French Boodle - French Bulldog Poodle Mix

Their tail can be short like the French Bulldog or medium slim tails like the Poodle. Most of the time, their coat tends to be short and shiny. Plus, it can come in black, white, gray, cream, brown, and a mixture. 

If you want to read about similar doodle breeds to this one, make sure you check out the English Boodle, as well as other small doodle breeds like the Pugapoo, the Chipoo and the Britneypoo.

Are they hypoallergenic?

No doubt a dog being hypoallergenic can be a quality that can highly influence whether you bring one into your home or not. Regarding the French Boodle, it can inherit either quality from its parents; the Poodle is a hypoallergenic breed and sheds very little. At the same time, the French Bulldog is known to shed moderately.

Therefore when you’re looking to buy a French Boodle, do not expect them to be hypoallergenic. If you do suffer from allergies and are still interested in buying one, then we suggest fostering or looking after one for the weekend to see how you respond.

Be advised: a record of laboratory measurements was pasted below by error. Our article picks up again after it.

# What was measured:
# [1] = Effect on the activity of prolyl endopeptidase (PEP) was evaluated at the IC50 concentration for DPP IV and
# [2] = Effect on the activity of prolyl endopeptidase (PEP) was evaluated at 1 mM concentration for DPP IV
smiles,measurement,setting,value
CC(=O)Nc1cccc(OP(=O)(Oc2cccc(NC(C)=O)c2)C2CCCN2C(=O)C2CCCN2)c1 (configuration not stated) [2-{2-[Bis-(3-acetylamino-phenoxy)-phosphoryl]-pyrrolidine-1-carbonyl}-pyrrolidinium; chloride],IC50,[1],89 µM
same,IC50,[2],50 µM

Grooming requirements 

Again, the amount of time spent grooming any dog can be an influential factor in bringing a breed into your life or not. The French Bulldog mix sheds hair moderately and therefore only requires grooming 2-3 times a week. If you do this, it will help keep its coat shiny and pristine.

You should do this with a slicker brush to prevent fur from accumulating on your furniture and floor. Similarly, you might want to invest in a good vacuum to prevent the hairs from covering your floor. Plus, you should take it to a professional groomer every 4-6 months for proper coat maintenance and bathing. You don’t want to bathe them too often as you could strip away their natural oils and ruin their coat. In addition to this, you will want to brush your teeth every day to reduce their risk of gum disease. 

French Boodle - French Bulldog Poodle Mix